Ways to thrive in a crisis

The five best performing investment companies over the past year in NAV terms are Golden Prospect Precious Metals, Biotech Growth, Pershing Square, JPMorgan China Growth and Income and Scottish Mortgage. It’s an eclectic bunch and illustrative of just how hard it is to navigate the market in the current turmoil.

Golden Prospect is soaring because the gold price is going up. The gold price is going up because people are fearful – of recession, depression, inflation and perhaps a systemic financial collapse of the kind we almost saw 12 years ago.

Biotech Growth is going up because people are hopeful that its portfolio contains the company that will develop the vaccine, find the cure and/or alleviate the symptoms of COVID-19. The biotech sector is also thankful that Bernie Sanders will not be the Democrat candidate in the US Presidential election.

Pershing Square placed a winning bet on the market falling, which paid off spectacularly – turning $27m into $2.6bn. The stocks that it holds in the rest of its portfolio may also be relatively cheap.

JPMorgan China Growth and Income has done well because, despite being the source of the virus, China has brought it under control and its economy is returning to normal (ish).

Scottish Mortgage is hitting new all-time highs, has broken the £10bn market cap barrier and is heading rapidly for £11bn because it holds the stocks that everyone else wants to own – the global giants that seem capable of growing regardless of what is happening in the wider economy.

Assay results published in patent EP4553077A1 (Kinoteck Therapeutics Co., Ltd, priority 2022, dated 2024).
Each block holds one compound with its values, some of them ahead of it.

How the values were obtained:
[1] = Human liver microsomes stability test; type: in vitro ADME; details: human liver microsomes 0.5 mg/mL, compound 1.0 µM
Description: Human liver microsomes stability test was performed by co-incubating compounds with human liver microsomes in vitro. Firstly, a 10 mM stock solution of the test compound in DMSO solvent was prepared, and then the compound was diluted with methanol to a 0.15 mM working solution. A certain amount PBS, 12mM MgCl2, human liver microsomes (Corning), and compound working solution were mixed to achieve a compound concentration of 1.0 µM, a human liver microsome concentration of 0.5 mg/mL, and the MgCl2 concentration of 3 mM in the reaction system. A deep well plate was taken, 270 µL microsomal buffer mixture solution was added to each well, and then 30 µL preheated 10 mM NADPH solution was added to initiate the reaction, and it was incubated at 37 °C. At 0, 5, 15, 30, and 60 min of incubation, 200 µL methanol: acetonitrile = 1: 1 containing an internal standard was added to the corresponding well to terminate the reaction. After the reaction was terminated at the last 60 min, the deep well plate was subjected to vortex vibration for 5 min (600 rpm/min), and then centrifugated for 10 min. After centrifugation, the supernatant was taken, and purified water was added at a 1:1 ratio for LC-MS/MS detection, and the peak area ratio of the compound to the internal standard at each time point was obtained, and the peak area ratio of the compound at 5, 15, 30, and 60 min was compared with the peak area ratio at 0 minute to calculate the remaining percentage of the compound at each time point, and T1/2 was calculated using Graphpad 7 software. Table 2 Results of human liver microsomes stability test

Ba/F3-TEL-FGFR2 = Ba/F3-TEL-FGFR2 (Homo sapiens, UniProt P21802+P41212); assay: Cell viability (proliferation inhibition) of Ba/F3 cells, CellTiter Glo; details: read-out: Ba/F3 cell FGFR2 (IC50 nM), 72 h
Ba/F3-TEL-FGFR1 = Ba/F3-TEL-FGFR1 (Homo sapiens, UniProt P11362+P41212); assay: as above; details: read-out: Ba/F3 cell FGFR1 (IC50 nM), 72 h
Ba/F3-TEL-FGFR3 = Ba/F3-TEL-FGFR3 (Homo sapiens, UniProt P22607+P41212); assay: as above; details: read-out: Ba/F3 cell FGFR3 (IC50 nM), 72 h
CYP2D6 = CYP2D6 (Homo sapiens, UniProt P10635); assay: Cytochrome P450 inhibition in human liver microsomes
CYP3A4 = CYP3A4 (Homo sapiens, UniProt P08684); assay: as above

And all five are going up because governments have pumped enormous sums of money into the financial system to stave off collapsing bond and equity markets.

The question is, what happens next? Which, if any, of these will be the best performer over the next 12 months? The bears are roaring again, predicting a new market crash when share prices catch up with the reality of what is happening to earnings.

Strangely, of these five funds, Scottish Mortgage is the only one that trades at a premium to asset value. Pershing Square is on a whopping 34% discount. Generally, however, discounts are tighter than they were a year ago (about 5.4% versus 7.3%). That might be one indicator that markets are a little over-exuberant.

Next week, we get to quiz Catharine Flood, client services director at Baillie Gifford and expert on all things related to Scottish Mortgage. She will be the guest on our weekly news roundup webinar. We can discuss valuations and the Baillie Gifford view on the way forward for markets. If you are interested, see our Events section. You can put questions in the comments box below as well.

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